Five reasons you could consider refinancing this year?


September 16, 2020

Family having dinner while considering refinancing mortgage

What is refinancing?

Refinancing is the process of taking out a new home loan to pay your existing mortgage, and it’s essentially a way for borrowers to leave their current lender and take out a new loan with a competitor institution. Refinancing is generally undertaken with the aim of saving money long-term on loan repayments, by seeking a loan with a shorter loan term or better interest rate, or to consolidate personal debt, credit card debt or other loans into a one mortgage to more easily manage finances.

Here are five reasons why now might be a good time to consider refinancing:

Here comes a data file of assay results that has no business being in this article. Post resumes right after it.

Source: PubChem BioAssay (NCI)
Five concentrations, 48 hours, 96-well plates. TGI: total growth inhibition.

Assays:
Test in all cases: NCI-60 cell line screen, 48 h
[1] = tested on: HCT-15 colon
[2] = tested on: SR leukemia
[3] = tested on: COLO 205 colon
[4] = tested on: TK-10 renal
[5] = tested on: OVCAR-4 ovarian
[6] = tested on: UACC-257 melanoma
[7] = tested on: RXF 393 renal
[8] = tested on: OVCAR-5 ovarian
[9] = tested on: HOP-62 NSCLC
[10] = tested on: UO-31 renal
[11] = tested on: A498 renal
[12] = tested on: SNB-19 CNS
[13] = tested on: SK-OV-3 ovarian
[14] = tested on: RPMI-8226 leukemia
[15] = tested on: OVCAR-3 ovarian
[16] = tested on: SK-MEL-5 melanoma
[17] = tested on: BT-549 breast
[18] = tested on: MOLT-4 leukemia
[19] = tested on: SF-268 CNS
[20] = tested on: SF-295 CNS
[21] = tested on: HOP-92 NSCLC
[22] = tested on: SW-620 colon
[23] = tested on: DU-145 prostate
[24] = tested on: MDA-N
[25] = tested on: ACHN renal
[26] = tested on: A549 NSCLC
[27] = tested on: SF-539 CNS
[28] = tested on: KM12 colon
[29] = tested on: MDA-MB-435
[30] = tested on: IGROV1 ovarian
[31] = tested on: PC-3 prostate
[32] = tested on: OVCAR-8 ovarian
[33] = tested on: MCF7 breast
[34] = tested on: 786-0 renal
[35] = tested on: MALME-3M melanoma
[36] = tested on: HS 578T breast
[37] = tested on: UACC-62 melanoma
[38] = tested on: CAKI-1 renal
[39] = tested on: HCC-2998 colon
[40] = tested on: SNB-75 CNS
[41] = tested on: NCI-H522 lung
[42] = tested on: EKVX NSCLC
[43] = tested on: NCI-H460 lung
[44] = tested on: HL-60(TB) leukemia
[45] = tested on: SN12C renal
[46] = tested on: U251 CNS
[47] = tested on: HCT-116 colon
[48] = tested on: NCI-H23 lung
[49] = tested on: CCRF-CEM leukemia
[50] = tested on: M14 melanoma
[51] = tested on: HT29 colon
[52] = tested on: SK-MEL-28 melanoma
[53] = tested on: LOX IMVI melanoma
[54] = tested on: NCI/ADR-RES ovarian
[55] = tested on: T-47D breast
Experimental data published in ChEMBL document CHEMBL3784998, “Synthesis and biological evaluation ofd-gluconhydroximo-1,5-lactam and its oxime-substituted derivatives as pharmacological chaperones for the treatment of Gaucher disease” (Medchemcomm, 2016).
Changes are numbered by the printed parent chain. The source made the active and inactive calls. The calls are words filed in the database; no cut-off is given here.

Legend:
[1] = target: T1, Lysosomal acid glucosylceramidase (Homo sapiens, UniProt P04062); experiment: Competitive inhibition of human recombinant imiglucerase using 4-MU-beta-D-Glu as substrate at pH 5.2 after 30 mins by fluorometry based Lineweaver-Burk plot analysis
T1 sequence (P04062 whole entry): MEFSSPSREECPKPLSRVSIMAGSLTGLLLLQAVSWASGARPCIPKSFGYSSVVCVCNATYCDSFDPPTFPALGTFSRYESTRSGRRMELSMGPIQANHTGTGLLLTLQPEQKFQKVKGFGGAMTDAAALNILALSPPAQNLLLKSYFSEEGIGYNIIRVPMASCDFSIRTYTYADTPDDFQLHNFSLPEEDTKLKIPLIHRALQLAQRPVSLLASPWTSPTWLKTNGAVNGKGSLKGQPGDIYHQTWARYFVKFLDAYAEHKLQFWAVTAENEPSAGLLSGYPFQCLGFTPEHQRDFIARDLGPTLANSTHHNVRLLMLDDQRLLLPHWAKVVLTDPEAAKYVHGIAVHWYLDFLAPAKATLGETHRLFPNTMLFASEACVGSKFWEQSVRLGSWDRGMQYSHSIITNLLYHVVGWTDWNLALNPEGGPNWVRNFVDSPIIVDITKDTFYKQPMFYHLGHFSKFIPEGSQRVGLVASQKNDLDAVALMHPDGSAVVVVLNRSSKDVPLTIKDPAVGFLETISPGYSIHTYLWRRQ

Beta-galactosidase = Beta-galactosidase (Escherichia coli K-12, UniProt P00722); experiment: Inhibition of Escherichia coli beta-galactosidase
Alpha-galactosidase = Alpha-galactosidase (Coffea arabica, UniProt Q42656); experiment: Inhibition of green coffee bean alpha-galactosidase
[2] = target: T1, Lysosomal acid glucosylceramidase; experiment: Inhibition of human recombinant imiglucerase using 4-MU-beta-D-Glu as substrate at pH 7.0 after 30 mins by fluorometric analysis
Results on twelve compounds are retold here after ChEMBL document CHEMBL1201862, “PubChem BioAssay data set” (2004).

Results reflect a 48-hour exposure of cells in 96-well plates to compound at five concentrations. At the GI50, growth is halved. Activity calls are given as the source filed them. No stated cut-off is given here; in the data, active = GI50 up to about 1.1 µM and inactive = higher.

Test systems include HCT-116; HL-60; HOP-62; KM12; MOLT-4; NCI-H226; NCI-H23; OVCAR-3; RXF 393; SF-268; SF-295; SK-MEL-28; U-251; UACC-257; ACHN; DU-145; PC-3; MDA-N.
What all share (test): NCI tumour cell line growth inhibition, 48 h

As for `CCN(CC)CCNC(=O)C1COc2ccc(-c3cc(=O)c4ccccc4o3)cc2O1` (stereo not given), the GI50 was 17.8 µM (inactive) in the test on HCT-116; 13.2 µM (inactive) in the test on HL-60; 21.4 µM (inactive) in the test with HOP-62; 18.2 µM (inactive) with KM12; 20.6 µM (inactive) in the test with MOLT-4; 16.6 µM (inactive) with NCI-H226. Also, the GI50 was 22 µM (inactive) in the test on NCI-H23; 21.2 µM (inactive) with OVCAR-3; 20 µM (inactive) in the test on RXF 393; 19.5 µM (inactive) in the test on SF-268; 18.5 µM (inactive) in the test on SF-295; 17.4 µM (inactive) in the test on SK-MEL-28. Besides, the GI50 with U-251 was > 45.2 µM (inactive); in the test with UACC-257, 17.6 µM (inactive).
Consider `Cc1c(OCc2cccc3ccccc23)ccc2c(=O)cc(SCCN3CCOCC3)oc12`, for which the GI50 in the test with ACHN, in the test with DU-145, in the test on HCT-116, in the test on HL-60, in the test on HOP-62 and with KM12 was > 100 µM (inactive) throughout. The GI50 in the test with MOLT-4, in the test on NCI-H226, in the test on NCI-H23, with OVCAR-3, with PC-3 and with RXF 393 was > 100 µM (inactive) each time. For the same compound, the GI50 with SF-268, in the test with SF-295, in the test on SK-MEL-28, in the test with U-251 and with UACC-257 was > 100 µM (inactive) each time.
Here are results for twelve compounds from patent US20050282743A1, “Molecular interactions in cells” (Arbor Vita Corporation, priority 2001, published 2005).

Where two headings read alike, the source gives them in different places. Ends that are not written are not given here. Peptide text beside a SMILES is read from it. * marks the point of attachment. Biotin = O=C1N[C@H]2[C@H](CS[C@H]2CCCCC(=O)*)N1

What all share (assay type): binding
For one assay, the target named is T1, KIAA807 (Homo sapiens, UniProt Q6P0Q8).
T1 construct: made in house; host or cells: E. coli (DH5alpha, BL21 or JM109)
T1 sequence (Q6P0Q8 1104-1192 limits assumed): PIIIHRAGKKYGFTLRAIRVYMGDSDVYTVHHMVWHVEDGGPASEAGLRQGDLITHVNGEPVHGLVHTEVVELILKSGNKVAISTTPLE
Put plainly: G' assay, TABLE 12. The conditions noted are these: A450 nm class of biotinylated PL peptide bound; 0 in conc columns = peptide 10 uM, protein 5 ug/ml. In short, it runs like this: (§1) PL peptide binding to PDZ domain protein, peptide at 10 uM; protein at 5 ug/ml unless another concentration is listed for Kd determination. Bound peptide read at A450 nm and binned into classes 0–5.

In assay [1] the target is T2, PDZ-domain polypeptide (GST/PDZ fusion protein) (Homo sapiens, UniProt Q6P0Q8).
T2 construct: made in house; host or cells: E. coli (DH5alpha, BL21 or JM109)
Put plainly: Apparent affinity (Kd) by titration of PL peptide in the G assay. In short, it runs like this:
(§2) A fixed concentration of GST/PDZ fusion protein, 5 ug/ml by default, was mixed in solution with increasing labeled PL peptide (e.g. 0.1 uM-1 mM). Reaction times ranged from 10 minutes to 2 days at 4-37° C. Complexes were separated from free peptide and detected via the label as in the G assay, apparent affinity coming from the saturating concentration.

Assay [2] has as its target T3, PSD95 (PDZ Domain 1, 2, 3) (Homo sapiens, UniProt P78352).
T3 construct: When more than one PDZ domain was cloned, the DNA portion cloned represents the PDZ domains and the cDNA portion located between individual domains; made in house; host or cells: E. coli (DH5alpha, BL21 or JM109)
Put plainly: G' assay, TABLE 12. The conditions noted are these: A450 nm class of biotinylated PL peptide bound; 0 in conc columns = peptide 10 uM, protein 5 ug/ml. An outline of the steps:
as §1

With interest rates currently at an all-time low it’s a perfect time to shop around for a better deal on your mortgage rate.

Following a series of cuts from the RBA to the cash rate over the last twelve months, Australian banks are able to offer competitive rates in the current market. While some banks are choosing not to pass the full rate cut on to customers, many are offering historically low interest rates, particularly on fixed-rate loans.

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Rate cuts can make a big difference to the total you pay on your mortgage over the lifetime of the loan. Even as little as a 0.5% interest rate cut on a $400,000 mortgage can save a borrower over $30,000 over a 25-year mortgage.

In a highly competitive market reliable borrowers have some power to negotiate better loan terms for themselves. While having a good credit score and at least 20% equity in your home are good ways to boost your negotiating power, there are a few things you can take into consideration to get a better deal: